It takes just three power-ups (P) to put Abby in an overpowered condition. With six Ps you’re shooting almost at all directions with a very effective frontal wave cannon. Power-ups are released by clamshells on ground level, just like the other items in the game: LIFE (partial health recovery), S (speed-up), 1UP (extra life) and a lightning bolt (invincibility). Sea of Dreamland is extremely unbalanced with item distribution, clear examples are the first speed-up appearing only halfway the second stage and the plethora of health recovery and extra lives unnecessarily laid out in the last couple of levels. Why make such an easy game even easier, I wonder? Was the defunct NES bound only for kids back in 1992?

Hello, I'm Abby and I'm a badass seahorse
(courtesy of YouTube user Kylin69)

As far as unlicensed shooters go, Sea of Dreamland can be considered bottom-of-the-barrel lackluster material. Mega Soft's own Magic Carpet 1001 and War in the Gulf are also poor but more accomplished in their simplicity. The music in Dreamland comes out as particularly dreadful, but only when you're actively shooting. Refrain from pressing those buttons and notice how the sacrificed layer of music resurfaces. Even though I've seen this happen before, here the audio loss is really heavy and makes a pitiful soundtrack even more pathetic.

Sealing the whole package of mediocrity, once Silas is defeated you're simply treated with the GAME OVER screen. There is no fanfare for Abby's heroic duties, not even a "congraturation" message to reward the player's brave enterprise. I beat the game on a single life and here's what I got in the end:

Friday, February 7, 2014

Gate of Thunder (PC Engine CD)

Checkpoints OFF
3 Difficulty levels
7 Stages
Ship speed selectable
- - - - - - -
Developed by
Hudson Soft / RED
Published by Hudson Soft in 1992

Gate of Thunder is often subject of two types of conversation topics as far as shmup fans are concerned. The game is frequently mentioned as one of the best PC Engine CD shooters while at the same time being pinned as a Thunder Force III rip-off. Well, after playing it for a few days all I can say is that the first affirmation is purely relative to taste. As for the associations with Thunder Force III, they’re positively valid but not in a derogatory way. After all, the secret of a well-made video-game is presenting a whole new experience built with ideas that worked well in previously successful games, hence the reason to face the nod to Thunder Force III as a compliment. NEC and Hudson Soft must’ve held the game in high regard as well, seeing that it was included as a pack-in title for the TurboDuo release in North America.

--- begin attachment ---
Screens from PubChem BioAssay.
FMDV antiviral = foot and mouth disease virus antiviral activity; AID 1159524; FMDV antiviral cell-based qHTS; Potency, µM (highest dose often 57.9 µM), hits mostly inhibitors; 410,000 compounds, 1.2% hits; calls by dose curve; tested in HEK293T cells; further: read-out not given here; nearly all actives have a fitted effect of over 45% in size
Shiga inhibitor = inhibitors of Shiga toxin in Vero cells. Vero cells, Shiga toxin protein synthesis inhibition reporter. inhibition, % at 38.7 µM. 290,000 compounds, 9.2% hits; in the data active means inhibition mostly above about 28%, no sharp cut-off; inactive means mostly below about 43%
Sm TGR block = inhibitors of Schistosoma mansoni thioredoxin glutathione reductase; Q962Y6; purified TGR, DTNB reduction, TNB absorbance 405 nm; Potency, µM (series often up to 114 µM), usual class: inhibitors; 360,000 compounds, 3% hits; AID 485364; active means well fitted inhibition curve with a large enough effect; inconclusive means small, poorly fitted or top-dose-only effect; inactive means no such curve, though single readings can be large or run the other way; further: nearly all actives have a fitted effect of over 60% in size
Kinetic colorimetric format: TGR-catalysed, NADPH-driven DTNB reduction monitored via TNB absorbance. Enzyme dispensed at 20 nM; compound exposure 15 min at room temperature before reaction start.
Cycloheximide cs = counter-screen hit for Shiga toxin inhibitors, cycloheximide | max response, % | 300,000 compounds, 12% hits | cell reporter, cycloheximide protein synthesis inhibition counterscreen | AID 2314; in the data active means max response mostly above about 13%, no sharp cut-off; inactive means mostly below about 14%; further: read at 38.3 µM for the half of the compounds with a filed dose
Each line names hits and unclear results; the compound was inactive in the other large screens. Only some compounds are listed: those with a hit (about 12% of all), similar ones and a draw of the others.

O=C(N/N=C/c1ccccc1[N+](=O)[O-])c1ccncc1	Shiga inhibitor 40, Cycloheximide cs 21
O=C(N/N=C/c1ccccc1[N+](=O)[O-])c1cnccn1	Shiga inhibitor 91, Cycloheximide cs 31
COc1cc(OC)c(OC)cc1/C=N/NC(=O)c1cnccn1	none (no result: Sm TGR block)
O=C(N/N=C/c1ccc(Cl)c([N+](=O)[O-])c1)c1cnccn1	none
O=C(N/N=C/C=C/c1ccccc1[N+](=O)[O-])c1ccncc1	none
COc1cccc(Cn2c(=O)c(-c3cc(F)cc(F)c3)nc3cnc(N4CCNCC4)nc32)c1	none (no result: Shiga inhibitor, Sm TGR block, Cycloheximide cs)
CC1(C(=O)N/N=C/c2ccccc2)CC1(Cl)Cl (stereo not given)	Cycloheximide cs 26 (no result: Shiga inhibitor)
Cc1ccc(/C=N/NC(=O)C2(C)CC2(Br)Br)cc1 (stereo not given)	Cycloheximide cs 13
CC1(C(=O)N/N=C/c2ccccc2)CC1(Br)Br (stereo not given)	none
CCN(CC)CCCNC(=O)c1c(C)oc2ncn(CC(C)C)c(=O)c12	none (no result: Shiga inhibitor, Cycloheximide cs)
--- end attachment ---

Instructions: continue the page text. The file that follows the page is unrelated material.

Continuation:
I’m a sucker for good music in my shooters, so watching the introduction to Gate of Thunder quickly instilled that warm feeling of impending awesomeness. This intro does a pretty good job at granting you the mission to stop an invading army from taking over the planet. You’re Hawk, you’re in control of a spaceship named Hunting Dog and you’re escorted by a cargo ship named Wild Cat, whose pilot is a beautiful girl called Esty. She’s the one responsible for bringing power-ups and shields during the seven missions/stages of Gate of Thunder. The rocking arrangements and the crisp sound of the CD media instantly remind you why the soundtrack to this particular game is so praised, even though it gets engulfed by the sound effects during the actual gameplay – a characteristic that unfortunately plagues many PC Engine titles.

First stage of an awesome ride
(courtesy of YouTube user Demiath)

All items brought by Esty initially float from right to left before disappearing on the bottom of the screen. All shot types must be first activated with the correct item before you’re able to select them using button I. Firing is accomplished with button II, while SELECT enables the choice between three different flying speeds. The very first weapon item also generates two pods/options above and below the ship besides granting the respective capability: blue (straight lasers), green (wave shot) and red (side/exploding shot). It takes two of the same items to achieve maximum power for each of these weapons, and it’s possible to see their level below the color indication in the HUD. Other items brought by Esty include chasing guided missiles (three for maximum power) and shields (green = 3 hits left, blue = 2 hits left, orange = 1 hit left). With the exception of the shield, whenever you are fully powered in a specific weapon the next corresponding item will create a vertical bar that crosses the screen from left to right, damaging enemies and melting bullets.

If you die you can say goodbye to the weapon you were using. The ship is respawned with the basic pea shot, so you’d better get a new color power-up fast to get those options back. Options block regular bullets and retract vertically as you move left and right, closing in automatically when pressed against a wall. Now here’s what’s really cool about them: you can shift their shooting direction by performing a quick tap on the fire button! I didn’t know about this during the first couple of credits, and had to do a little research when I accidentally made it happen… I guess most of the game can be played without shooting backwards, but at certain spots it certainly helps to kill bosses or clear the screen faster. By the way, unless you’re trying to milk destructible bullets that’s what the gameplay in Gate of Thunder is mostly made of: fast scrolling, fast enemies and bulky bosses that should be dispatched as fast as possible.